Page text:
Advice from Scouters on Finding Female Leaders

(This article appeared in the November-December 2013 issue of Scouting magazine.)

Venturing leader J.P. can’t get his Venturers’ moms to become leaders, making coed outings all but impossible. He asks for ways to recruit more female leaders.

EDITOR’S NOTE: Can dads take their daughters on overnight Venturing trips without female leaders? Not according to the Guide to Safe Scouting: “A registered female adult leader 21 years of age or over must be present for any activity involving female youth.”

Look for Likes

Try to recruit young women who are doing what you want to do. If you want to hike, contact local hiking clubs. If you want to rock climb, reach out to the local rock gym. Post fliers in the local REI or Eastern Mountain Sports store. There are women who would like to share their knowledge and serve as role models for crew members who have similar interests.

Venturing Parent M.B.

Hatboro, Pa.

Family First

Try other female family members such as aunts or grandmothers (like me). If approached, friends or neighbors might be interested. Lots of people don’t know what Venturing is and might like to get involved if only they knew more about the program.

Crew Committee Member S.G.

Austin, Texas 

More than Moms

If you have a partner troop, ask the moms of some of the boys. Most boys are reluctant to have their moms along on a trip, but many of those moms have the camping skills and a love for Scouting. (Remember that a lot of moms camped their way through Cub Scouts!) If your chartered organization is a church, talk to the college or young adult pastor to see if there are any willing 20-somethings. You’d be surprised at the number of folks who would be excited to spend a weekend here or there out in the woods.

Advisor A.B.

McDonough, Ga.

Seek Professional Help

If you live in an urban setting, check with some groups for young professionals, like lawyers, in your area. Most likely they have up-and-coming young women who would really enjoy an opportunity to go camping.

District Commissioner H.J.

Dallas, Texas

Skip the Surprises

Often it is the unknown that holds people back. For each outing, include details on how physically strenuous the outing will be, what bathroom facilities are available, what the sleeping arrangements will be, etc. These things are important to inexperienced campers, and knowing before the outing will help them feel more comfortable and prepared. Have a beginners’ campout so they can learn the basics.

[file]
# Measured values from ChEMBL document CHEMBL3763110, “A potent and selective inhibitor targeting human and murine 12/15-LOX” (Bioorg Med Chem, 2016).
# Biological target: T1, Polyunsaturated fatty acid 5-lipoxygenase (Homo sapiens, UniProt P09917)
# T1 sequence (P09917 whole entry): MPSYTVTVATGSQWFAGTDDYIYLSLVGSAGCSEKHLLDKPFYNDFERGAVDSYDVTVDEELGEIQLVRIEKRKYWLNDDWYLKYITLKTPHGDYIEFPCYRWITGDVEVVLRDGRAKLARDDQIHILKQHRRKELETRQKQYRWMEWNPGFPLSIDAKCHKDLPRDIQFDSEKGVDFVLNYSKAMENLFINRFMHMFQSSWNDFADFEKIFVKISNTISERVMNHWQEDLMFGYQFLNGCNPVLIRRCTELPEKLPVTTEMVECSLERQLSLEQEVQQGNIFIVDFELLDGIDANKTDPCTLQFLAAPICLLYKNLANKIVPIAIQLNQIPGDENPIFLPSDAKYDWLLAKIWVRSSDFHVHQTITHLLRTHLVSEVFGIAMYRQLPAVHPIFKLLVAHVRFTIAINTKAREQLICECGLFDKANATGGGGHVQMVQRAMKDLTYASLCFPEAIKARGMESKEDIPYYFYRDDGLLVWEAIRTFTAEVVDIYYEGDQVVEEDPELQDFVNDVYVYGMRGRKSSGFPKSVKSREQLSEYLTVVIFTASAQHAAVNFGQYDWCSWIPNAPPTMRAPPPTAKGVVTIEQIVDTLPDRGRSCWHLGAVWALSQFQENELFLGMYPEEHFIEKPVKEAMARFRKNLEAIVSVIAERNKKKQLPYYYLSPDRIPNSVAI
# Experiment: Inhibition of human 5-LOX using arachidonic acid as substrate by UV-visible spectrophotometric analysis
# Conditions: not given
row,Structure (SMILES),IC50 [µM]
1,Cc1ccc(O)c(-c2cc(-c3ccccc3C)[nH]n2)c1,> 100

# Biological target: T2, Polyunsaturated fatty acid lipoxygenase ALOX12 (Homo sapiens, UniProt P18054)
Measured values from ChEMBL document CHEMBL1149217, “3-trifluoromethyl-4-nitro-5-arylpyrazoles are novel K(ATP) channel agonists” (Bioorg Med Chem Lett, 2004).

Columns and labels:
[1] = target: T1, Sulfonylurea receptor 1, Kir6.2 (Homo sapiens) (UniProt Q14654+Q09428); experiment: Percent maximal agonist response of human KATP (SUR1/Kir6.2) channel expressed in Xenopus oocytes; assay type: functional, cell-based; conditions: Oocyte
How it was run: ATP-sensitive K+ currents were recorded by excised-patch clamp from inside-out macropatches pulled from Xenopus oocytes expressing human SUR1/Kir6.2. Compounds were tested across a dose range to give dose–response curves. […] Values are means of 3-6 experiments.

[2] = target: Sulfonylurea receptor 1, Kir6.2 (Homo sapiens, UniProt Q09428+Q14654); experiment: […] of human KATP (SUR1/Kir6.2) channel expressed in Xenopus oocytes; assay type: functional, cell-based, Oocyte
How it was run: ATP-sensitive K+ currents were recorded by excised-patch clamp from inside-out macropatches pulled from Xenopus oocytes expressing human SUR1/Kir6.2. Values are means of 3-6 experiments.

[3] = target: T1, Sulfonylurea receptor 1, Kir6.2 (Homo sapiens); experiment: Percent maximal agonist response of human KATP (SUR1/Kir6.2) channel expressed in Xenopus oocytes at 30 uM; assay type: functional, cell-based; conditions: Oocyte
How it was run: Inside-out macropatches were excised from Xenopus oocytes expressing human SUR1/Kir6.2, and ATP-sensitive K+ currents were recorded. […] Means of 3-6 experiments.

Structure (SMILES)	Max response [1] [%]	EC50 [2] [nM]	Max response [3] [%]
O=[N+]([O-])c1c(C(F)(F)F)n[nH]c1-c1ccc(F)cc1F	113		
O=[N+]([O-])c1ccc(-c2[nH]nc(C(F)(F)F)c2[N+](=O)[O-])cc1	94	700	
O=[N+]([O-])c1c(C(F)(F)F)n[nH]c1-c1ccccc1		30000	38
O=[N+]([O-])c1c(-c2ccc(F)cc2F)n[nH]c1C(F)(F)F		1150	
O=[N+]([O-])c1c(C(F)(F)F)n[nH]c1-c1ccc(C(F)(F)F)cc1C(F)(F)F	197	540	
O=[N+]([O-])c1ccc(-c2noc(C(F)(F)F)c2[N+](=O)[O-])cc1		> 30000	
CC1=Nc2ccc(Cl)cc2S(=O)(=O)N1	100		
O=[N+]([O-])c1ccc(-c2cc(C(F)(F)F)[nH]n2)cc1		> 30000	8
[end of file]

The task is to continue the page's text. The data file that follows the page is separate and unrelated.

Committee Member E.R.

Manchester, Md.

Think Blue and Gold

When I was a Venturing leader, we recruited from the local female Cub Scout leaders. Most of them were very glad to serve as event helpers, chaperones and committee members.

Troop Committee Member C.H.

Payson, Utah

Combine and Conquer

A solution my crew found was planning a joint trip with another local troop or crew that had adequate adults.

Venturing Committee Member K.S.

Reading, Mass.

Get Help Getting Help

Think outside your crew families. Ask friends to help ask around for volunteers. If the person you ask is not interested, ask for suggestions. You will be amazed at whom you find.

Crew Advisor A.F.

Davenport, Fla.

Think Younger

Recruit mothers of upcoming youth. Many mothers feel that, as their child gets older, they need to be less involved in leadership. Look around, and I’m sure that you will see more females willing to provide leadership. They might just need to be asked to step up and participate, as many of us tend to feel that we are not necessarily welcomed in a mostly male organization.

Cubmaster M.C.

Shelby, N.C.

Go Back to School

Talk to outdoor groups or Alpha Phi Omega [a coed service fraternity] chapters at local universities about volunteer opportunities.

Troop Committee Member S.C.

Mebane, N.C.

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